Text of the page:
Other cognitive tasks and rating scales are also used to assess far-transfer that is; generalization of training effects to constructs beyond working memory such as attention and behaviour. For example, Westerberg et al. (2007) found that adult stroke survivors improved on the span board and digit span tests (working memory; near transfer), on the PASAT (attention; far transfer), as well as on the Cognitive Failures Questionnaire (self report of cognitive failures; far transfer).

19. Would you expect that single word reading would not improve with working memory training, but comprehension of longer or more complex sentences and paragraphs should?

In a controlled study of school-aged children who completed Cogmed training by Holmes et al. (2009), no significant gains were found in basic word reading, as measured by the Wechsler Objective Reading Dimensions (WOND), a sub-test of the Wechsler Individual Achievement Test (WIAT). The absence of benefits on the reading measure may reflect the fact that the test used – a basic word reading test – does not depend heavily on working memory skills. However, there is preliminary evidence that Cogmed training can enhance reading comprehension. In a study of special needs students (Dahlin, 2011), children who did Cogmed training improved in their ability to read narrative texts and to answer questions based on those texts both immediately after training and at 6 month follow up.

20. What is the impact of Cogmed WM training on executive functions?

In addition to improvements in visuo-spatial and verbal working memory, researchers conducting Cogmed training studies with  adult stroke survivors (Westerberg et al., 2007), adults with acquired brain injury  (Lundqvist el al., 2010) and typically aging older adults (Brehmer et al., 2011) have observed a statistically significant  transfer of the training effect to attention, as measured the Paced Auditory Serial Addition Task (PASAT).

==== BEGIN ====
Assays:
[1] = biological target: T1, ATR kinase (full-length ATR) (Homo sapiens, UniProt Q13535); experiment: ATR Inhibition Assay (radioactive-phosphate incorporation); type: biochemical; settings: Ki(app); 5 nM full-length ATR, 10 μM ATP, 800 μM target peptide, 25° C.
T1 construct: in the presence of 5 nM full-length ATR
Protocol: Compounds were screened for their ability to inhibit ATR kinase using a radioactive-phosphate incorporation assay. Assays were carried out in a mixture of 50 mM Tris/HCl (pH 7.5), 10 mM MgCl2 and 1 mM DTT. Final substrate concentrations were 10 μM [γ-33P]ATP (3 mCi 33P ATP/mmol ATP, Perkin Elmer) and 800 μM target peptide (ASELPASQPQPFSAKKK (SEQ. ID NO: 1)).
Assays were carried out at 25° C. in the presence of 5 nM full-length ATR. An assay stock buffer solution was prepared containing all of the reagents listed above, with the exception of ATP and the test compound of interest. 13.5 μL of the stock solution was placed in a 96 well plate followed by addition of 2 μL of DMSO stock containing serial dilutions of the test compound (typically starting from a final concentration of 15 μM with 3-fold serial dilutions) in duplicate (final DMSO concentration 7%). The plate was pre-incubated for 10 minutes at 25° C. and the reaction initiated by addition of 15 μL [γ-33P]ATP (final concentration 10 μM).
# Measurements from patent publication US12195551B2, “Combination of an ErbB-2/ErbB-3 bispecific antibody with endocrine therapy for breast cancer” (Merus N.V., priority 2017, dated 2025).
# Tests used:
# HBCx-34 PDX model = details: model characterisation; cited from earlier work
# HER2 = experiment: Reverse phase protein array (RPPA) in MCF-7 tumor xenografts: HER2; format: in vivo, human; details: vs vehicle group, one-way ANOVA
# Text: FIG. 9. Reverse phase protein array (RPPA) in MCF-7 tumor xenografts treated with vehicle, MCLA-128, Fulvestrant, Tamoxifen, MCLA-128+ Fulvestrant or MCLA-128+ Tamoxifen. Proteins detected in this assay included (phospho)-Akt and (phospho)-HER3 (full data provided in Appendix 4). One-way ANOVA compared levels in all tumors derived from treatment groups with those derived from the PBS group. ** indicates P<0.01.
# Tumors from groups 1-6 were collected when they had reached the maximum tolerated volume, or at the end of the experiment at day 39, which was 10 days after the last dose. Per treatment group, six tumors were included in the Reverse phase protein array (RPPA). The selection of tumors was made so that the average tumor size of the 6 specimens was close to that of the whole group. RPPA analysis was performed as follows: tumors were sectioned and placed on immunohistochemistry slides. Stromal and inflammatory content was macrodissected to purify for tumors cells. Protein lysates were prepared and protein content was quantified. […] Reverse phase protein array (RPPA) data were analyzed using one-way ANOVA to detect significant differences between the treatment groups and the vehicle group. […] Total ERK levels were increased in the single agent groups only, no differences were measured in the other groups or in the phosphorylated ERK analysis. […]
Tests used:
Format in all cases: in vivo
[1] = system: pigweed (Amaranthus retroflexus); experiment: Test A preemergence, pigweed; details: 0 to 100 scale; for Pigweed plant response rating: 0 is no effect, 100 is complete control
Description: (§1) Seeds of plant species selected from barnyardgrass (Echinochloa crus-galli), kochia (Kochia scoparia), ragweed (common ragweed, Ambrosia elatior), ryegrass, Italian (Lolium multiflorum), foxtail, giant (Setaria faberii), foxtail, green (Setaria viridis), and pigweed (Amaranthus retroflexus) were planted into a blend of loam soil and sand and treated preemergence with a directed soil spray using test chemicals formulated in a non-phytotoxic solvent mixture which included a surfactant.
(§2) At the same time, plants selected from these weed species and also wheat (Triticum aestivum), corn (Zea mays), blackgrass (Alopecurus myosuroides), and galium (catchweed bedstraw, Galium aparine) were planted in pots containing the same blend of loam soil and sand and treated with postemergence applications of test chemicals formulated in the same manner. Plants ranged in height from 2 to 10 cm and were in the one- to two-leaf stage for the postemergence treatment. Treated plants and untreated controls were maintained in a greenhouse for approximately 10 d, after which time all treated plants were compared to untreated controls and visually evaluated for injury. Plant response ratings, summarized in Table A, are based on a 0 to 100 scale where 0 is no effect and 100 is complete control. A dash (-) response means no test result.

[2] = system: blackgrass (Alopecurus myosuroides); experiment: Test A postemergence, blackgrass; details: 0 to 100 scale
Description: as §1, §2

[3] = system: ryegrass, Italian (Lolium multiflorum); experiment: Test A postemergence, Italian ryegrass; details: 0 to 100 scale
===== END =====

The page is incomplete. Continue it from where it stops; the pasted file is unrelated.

Participants in Lundqvist et al., 2010 also evidenced improved verbal inhibition and executive shifting, as measured by the Color Word Interference Test – condition 4-Inhibition/Switching (CWIT). Improvements on the Stroop task (inhibition of a pre-potent response) were also observed in children with special needs (ADHD/LD) (Dahlin, 2011),  two training studies of children with ADHD (Klingberg et al., 2002; 2005) and in young adults (Olesen et al., 2004). However, such improvements in inhibition were not seen in adult stroke survivors (Westerberg et al., 2007) or typically functioning older adults (Brehmer el al., 2011). Thus, it is unclear whether improvements in inhibitory function after training are specific or related generally to top-down attention. To read about a study comparing working memory training to inhibition training in pre-school children, click here.

The impact of working memory training on non-verbal reasoning has also been varied.  Improvements were not seen in typically aging older adults on Raven’s Progressive Matrices (Brehmer et al., 2011). In a 2011 study, Bergman-Nutley et al. compared pre-school children in a  working memory training group to children in a non-verbal reasoning training group and found improved working memory but, no significant gains in non-verbal reasoning for the working memory training participants. However, ADHD children improved on Raven’s Colored Progressive Matrices (Klingberg et al. 2002; 2005) as did typically functioning younger adults on Raven’s Advanced Progressive Matrices (Olesen et al., 2004; Klingberg & Westerberg, 2007)after Cogmed training. It has been posited that these inconsistent findings may be due to difference in populations and the tasks used to assess transfer effects.